With Christ at the center of our preaching, there is power, great and wonderful power! And there is excitement and ecstasy abounding as we see lives transformed by the Lord. Spurgeon once said of his preaching: "After I have fired off my shot and delivered all my matter, I have often rammed my soul into the gun and fired my heart at the congregation, and the discharge has under God won the victory." One cannot preach like that with shifting conviction. Duplicity is fatal.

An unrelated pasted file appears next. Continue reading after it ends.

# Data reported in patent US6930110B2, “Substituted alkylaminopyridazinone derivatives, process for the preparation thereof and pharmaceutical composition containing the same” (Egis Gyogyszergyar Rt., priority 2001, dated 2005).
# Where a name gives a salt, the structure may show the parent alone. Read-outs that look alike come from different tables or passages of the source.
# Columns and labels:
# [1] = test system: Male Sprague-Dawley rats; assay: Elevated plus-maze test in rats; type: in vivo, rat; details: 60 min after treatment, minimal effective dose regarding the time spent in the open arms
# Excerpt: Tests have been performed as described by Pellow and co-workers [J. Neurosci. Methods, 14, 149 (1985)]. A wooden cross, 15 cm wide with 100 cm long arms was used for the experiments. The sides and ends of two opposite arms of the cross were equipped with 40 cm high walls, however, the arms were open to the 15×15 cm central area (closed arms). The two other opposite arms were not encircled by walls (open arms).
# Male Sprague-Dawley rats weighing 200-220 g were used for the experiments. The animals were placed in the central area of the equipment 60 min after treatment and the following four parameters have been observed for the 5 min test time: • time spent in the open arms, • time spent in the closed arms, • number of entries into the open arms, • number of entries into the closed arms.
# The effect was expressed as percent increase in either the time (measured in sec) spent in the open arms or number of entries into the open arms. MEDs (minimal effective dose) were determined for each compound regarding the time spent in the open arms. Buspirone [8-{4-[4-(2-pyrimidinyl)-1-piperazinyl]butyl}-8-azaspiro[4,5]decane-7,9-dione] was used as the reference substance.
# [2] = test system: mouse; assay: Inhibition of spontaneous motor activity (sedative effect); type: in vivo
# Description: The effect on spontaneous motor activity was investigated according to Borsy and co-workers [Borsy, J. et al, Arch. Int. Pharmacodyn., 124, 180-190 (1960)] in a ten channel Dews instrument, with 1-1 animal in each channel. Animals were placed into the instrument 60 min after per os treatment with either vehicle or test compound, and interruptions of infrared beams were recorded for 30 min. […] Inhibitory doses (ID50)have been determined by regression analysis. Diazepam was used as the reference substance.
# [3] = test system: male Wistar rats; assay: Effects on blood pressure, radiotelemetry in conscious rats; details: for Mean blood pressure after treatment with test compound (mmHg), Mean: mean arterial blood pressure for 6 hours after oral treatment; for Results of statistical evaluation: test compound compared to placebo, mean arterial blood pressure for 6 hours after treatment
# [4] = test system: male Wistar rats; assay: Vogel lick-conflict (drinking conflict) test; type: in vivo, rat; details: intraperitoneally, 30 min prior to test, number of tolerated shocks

Go back with me to the humble cottage of the Shunammite. Elisha is gripped by the enormous gravity of the moment. He bends over a corpse with superhuman intensity—mouth to mouth, eye to eye, heart to heart—transferring life! He will either warm this child or be chilled by its death. Even so, we are dealing with life or death every time we enter the pulpit. There is no time for frivolity. We are with God's Word and power claiming and reclaiming men from the precincts of death, snatching them from the bloody maw of the dragon. If we do not thoroughly believe our sermons, there will be no fire in them. And no life. The preacher who does not believe the gospel is a consummate fraud playing a most dangerous game. Our sermons must show that we are saved, or they will embarrass us. Our sermons must be erected upon deep personal experience or they will sink in the mire of human contrivance. Coating them with the syrup of erudition will not rescue them. Np candy coating of eloquence will hide their bitter, hopeless heart.